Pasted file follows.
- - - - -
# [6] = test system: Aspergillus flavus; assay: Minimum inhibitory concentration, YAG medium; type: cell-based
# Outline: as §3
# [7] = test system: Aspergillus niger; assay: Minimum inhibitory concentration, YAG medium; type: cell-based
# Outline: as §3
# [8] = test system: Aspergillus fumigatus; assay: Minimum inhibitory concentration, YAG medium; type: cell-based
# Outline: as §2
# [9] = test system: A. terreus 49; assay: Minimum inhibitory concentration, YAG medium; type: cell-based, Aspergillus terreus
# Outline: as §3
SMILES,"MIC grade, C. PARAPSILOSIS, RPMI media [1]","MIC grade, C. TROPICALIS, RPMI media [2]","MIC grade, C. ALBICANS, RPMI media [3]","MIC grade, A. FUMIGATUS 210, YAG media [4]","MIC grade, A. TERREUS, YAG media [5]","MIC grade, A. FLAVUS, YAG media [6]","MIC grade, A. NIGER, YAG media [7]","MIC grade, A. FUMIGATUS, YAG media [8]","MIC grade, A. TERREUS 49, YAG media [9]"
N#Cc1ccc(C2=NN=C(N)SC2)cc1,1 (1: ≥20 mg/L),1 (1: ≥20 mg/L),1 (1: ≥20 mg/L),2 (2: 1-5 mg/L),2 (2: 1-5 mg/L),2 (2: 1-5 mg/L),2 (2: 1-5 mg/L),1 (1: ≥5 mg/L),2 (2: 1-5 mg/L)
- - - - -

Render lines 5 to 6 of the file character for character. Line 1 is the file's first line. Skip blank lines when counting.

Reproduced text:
# [8] = test system: Aspergillus fumigatus; assay: Minimum inhibitory concentration, YAG medium; type: cell-based
# Outline: as §2